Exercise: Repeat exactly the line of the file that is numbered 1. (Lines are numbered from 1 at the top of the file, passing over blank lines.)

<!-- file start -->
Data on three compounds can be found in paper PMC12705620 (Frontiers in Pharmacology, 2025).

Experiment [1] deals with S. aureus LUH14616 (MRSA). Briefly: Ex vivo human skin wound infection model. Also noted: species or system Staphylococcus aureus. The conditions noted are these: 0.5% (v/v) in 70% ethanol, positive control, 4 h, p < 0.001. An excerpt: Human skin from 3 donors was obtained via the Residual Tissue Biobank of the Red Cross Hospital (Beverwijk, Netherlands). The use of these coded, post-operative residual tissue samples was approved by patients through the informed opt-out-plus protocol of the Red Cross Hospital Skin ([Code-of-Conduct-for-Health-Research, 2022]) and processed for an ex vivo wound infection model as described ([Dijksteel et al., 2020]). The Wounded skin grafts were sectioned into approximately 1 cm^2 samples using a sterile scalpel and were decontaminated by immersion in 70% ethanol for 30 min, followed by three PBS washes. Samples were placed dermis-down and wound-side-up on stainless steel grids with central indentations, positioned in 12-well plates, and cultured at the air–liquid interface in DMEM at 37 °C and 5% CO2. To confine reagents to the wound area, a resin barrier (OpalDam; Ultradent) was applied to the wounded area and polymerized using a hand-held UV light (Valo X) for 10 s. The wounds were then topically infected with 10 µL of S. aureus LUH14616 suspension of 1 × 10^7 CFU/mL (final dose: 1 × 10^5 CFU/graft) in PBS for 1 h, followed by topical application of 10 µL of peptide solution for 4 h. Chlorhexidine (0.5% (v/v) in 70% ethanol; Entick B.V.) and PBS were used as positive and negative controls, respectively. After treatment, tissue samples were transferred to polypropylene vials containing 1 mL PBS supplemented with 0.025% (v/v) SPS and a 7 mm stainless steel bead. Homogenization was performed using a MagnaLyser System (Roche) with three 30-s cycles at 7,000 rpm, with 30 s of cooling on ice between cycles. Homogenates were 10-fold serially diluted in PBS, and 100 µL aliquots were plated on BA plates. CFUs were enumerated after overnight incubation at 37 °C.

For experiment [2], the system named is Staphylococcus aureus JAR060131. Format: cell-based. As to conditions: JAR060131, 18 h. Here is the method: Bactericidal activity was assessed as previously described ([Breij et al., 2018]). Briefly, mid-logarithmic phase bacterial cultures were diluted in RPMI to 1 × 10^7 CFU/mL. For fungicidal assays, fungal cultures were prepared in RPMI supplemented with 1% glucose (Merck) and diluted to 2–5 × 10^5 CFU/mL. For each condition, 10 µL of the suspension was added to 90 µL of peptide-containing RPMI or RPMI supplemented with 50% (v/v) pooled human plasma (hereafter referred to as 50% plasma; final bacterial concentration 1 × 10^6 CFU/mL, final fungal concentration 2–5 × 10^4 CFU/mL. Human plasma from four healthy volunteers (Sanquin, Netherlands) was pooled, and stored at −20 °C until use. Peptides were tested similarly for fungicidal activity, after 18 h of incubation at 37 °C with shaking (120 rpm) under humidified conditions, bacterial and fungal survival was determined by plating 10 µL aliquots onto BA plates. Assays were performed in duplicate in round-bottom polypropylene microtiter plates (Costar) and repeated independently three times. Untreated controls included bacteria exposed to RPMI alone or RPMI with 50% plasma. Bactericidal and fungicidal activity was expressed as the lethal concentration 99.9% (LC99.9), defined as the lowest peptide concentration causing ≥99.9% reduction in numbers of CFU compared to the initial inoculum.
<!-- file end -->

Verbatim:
Data on three compounds can be found in paper PMC12705620 (Frontiers in Pharmacology, 2025).